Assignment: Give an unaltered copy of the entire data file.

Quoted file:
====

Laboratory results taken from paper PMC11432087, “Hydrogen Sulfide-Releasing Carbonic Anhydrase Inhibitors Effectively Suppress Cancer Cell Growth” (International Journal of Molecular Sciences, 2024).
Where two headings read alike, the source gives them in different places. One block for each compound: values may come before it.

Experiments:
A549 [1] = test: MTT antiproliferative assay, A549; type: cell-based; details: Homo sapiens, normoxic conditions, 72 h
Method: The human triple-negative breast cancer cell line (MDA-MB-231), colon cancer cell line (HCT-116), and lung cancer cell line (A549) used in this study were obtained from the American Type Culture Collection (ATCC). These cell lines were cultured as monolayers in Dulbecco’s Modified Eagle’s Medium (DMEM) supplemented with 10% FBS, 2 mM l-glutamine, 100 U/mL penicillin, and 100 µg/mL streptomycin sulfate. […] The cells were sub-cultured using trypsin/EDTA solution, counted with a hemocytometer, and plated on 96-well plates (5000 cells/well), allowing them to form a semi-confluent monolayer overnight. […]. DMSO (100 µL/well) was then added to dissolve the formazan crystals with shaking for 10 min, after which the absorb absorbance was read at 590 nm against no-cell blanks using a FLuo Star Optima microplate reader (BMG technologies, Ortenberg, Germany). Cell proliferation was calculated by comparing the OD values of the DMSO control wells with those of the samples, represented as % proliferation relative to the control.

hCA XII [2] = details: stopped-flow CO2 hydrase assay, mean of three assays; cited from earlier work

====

Laboratory results taken from paper PMC11432087, “Hydrogen Sulfide-Releasing Carbonic Anhydrase Inhibitors Effectively Suppress Cancer Cell Growth” (International Journal of Molecular Sciences, 2024).
Where two headings read alike, the source gives them in different places. One block for each compound: values may come before it.

Experiments:
A549 [1] = test: MTT antiproliferative assay, A549; type: cell-based; details: Homo sapiens, normoxic conditions, 72 h
Method: The human triple-negative breast cancer cell line (MDA-MB-231), colon cancer cell line (HCT-116), and lung cancer cell line (A549) used in this study were obtained from the American Type Culture Collection (ATCC). These cell lines were cultured as monolayers in Dulbecco’s Modified Eagle’s Medium (DMEM) supplemented with 10% FBS, 2 mM l-glutamine, 100 U/mL penicillin, and 100 µg/mL streptomycin sulfate. […] The cells were sub-cultured using trypsin/EDTA solution, counted with a hemocytometer, and plated on 96-well plates (5000 cells/well), allowing them to form a semi-confluent monolayer overnight. […]. DMSO (100 µL/well) was then added to dissolve the formazan crystals with shaking for 10 min, after which the absorb absorbance was read at 590 nm against no-cell blanks using a FLuo Star Optima microplate reader (BMG technologies, Ortenberg, Germany). Cell proliferation was calculated by comparing the OD values of the DMSO control wells with those of the samples, represented as % proliferation relative to the control.

hCA XII [2] = details: stopped-flow CO2 hydrase assay, mean of three assays; cited from earlier work